MATERIALS: ITT Interconnect Solutions has eliminated the need to use board-to-board connectors with its new cost-saving plastic connector. Providing a direct interface into the “box,” the APD direct PCB connector is connected to a PCB internally, rather than with a standard crimped cable connection.
The APD direct PCB connector is sealed to IP67 and IP69K specifications, providing protection against the effects of dust and temporary immersion.
Available in 6, 7, 19, 37 or 51-way versions, the APD direct PCB connector is also equipped with a 4-way configuration for sensor applications. The APD direct PCB connector features machined contacts with a press-in contour, and up to four color and mechanical codings. Maximum operating voltage is 48V. The connector is compatible with selective wave processing.
Typical pricing for the APD direct PCB connector ranges from $5 to $25 per mated pair.
Truchard will be presented the award at the 2014 Golden Mousetrap Awards ceremony during the co-located events Pacific Design & Manufacturing, MD&M West, WestPack, PLASTEC West, Electronics West, ATX West, and AeroCon.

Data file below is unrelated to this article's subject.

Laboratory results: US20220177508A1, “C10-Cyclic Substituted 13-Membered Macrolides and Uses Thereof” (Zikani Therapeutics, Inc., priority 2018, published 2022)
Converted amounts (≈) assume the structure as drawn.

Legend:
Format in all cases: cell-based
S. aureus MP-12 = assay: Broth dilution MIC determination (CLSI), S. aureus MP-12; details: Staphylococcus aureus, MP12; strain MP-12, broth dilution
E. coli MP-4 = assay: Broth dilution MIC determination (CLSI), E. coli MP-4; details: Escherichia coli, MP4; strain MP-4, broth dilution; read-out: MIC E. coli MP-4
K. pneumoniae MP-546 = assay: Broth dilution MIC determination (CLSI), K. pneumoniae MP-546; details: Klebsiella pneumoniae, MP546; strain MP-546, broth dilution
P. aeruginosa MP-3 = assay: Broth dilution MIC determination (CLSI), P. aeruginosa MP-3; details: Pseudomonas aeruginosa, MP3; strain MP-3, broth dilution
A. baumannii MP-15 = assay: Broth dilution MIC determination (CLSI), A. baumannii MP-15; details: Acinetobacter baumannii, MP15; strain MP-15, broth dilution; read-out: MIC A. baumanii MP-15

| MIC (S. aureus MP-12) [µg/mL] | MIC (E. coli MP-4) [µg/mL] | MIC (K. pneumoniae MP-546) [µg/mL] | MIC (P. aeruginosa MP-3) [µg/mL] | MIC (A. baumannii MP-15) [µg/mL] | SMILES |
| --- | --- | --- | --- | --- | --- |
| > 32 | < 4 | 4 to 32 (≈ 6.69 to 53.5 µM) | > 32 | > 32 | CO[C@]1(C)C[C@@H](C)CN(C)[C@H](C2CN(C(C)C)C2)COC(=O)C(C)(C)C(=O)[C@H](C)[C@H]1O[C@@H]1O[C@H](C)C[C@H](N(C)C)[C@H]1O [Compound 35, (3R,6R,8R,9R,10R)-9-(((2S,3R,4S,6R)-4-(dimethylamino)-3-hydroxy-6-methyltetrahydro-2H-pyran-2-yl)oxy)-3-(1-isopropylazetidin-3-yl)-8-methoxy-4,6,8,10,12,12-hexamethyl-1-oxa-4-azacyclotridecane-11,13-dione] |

Robots that walk have come a long way from simple barebones walking machines or pairs of legs without an upper body and head. Much of the research these days focuses on making more humanoid robots. But they are not all created equal.
The IEEE Computer Society has named the top 10 trends for 2014. You can expect the convergence of cloud computing and mobile devices, advances in health care data and devices, as well as privacy issues in social media to make the headlines. And 3D printing came out of nowhere to make a big splash.
For industrial control applications, or even a simple assembly line, that machine can go almost 24/7 without a break. But what happens when the task is a little more complex? That’s where the “smart” machine would come in. The smart machine is one that has some simple (or complex in some cases) processing capability to be able to adapt to changing conditions. Such machines are suited for a host of applications, including automotive, aerospace, defense, medical, computers and electronics, telecommunications, consumer goods, and so on. This discussion will examine what’s possible with smart machines, and what tradeoffs need to be made to implement such a solution.